Longshore and Warehouse Union walked out on negotiation talks
Sunday and has refused to renew the contract, citing bait-and-switch
tactics by the Pacific Maritime Association.
time we get close to an agreement, PMA reneges," ILWU International
President Jim Spinosa said. "If the PMA wanted a deal, it
was there on the table in front of them. But from day one of the
negotiations the employers have shown that they clearly don't
want to bargain seriously. They want to create a crisis and get
the government to force conditions on the union."
In a press
release, the ILWU said, "Just as both sides were reaching
agreement on the two biggest issues in negotiations, the employer
group, the Pacific Maritime Association, drastically switched
the terms, sabotaging the process. The employers' next move was
to call the Bush administration, which has threatened to send
military personnel to seize and operate West Coast ports."
Bush butts out of our negotiations, the legal collective bargaining
process will never get a chance to work," Spinosa said. "The
government's interference is inappropriate. The Bush administration
has informed us that it has assembled in San Diego trained Navy
dockworkers from bases around the world and has them ready to
move on us. In a time when we are supposed to be in a war against
terrorism, why is Bush using the military against American workers
involved in a legitimate labor dispute?"
left the negotiations Sunday at 11 a.m. to catch flights to Los
Angeles to join the massive Labor Day march and rally attended
by thousands of union members, Jesse Jackson and AFL-CIO Secretary-Treasurer
Richard Trumka, the second highest ranking officer in the American
has made the ILWU contract negotiations a top priority for the
labor movement, since a military intervention here would set a
precedent unheard of in decades of American history. Scores of
elected officials, from U.S. Senators and Congressional representatives,
to governors, state legislators and port city mayors, have joined
the ILWU in calling for the Bush administration to get out of
the negotiating process and to not send the military to the ports.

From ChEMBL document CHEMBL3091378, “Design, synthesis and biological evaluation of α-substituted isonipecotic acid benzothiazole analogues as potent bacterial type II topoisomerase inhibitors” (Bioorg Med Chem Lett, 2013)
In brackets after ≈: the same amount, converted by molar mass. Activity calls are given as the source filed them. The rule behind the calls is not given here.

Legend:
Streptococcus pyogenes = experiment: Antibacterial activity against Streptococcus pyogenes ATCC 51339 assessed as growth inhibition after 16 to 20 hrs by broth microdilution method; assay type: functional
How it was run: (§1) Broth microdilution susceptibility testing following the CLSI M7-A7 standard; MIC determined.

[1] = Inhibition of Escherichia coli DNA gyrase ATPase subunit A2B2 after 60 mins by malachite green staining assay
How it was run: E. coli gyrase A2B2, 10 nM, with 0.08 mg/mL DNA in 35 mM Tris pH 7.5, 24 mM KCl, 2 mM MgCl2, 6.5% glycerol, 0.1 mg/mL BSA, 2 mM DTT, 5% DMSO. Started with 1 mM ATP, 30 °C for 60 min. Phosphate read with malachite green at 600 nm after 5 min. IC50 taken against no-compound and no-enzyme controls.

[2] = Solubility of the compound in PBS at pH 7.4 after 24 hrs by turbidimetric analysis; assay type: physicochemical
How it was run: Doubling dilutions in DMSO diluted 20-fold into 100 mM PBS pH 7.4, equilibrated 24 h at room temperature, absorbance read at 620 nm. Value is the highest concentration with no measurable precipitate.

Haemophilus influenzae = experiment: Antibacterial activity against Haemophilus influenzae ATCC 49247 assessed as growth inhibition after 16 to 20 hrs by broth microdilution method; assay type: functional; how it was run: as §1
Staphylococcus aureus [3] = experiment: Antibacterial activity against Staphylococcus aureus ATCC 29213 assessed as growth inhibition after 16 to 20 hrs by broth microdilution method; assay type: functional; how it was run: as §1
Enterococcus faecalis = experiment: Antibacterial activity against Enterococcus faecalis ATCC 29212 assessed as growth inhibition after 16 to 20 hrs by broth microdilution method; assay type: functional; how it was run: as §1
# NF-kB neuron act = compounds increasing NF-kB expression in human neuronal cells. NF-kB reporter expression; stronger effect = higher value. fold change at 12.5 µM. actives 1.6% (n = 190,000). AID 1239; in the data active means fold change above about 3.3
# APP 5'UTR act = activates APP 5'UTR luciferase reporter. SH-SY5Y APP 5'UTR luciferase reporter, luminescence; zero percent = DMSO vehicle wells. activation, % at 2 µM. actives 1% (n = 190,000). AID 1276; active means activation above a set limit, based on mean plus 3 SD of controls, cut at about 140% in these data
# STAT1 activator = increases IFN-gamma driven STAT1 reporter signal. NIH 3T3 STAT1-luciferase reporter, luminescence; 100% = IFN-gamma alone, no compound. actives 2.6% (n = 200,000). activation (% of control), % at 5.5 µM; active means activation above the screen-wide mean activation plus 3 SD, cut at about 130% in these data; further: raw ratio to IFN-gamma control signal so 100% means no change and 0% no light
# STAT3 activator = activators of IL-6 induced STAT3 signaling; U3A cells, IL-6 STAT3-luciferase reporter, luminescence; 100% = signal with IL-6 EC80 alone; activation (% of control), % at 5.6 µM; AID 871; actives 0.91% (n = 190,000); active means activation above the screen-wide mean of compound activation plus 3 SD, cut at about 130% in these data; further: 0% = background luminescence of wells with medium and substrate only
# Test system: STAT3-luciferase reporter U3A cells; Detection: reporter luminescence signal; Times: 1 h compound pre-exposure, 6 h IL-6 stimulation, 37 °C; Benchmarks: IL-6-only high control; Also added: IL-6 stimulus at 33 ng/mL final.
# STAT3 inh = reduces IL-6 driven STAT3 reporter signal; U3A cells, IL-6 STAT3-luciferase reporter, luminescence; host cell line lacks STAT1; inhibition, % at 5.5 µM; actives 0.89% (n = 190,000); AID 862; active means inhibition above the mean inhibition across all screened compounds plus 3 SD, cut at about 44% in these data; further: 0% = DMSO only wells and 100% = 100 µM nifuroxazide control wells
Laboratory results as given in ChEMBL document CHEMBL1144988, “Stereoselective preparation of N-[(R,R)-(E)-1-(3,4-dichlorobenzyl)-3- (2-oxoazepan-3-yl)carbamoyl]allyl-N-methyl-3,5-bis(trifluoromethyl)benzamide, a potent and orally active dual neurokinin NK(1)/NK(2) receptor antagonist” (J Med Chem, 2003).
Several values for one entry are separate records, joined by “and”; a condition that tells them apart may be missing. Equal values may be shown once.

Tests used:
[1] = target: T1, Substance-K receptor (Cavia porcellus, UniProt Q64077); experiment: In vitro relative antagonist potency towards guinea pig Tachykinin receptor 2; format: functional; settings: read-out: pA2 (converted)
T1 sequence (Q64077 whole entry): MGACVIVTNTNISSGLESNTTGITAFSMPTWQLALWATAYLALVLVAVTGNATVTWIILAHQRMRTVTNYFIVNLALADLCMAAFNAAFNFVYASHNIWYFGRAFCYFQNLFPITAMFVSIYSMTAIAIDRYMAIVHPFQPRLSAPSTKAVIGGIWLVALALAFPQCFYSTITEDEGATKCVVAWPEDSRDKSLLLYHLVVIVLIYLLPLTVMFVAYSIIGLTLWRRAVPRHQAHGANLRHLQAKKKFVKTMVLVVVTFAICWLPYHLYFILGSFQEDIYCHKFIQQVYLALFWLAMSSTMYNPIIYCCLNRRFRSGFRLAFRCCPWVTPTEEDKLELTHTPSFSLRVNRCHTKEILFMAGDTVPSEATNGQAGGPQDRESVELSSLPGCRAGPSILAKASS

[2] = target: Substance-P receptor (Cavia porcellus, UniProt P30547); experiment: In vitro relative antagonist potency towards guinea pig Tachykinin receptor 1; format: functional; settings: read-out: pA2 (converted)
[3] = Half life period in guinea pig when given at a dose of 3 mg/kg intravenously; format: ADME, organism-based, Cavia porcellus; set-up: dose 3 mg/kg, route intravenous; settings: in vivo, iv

signal its displeasure with the PMA's bait and switch tactics,
the ILWU Negotiating Committee declined Tuesday morning to renew
the old contract as it had on a day-to-day basis since it expired
a contract all economic and job actions against the employers
are legal and open as options for the union," ILWU President
Jim Spinosa said. "The ILWU Negotiating Committee will reassemble
in San Francisco Tuesday afternoon and decide the union's next
The PMA balks
at the Union's walkout, saying they had agreed "in principle"
on health benefits and accused the ILWU of threatening work slowdowns.
reached an agreement in principle on health benefits, but the
union continues to refuse to accept critically needed technology
to modernize the ports. The union claims to support technology,
but in fact, is hostile to the very concept of bringing our ports
into the 21st century," said PMA President and CEO Joe Miniace,
who says the ILWU opened the door to work slowdowns. "By
walking away from the talks and refusing to agree to a contract
extension, the union just fired the first shot."
The PMA says
the ILWU has slowed down its productivity during previous negotiations
to levels equivalent to a strike.
slowdowns are how his union stages strikes," Miniace said.
"I have said before that I will not tolerate a slowdown-strike,
and that still stands. If the union wants to play games with the
U.S. economy, they will have to do it from outside the terminal
--Rene Tankersley, feature editor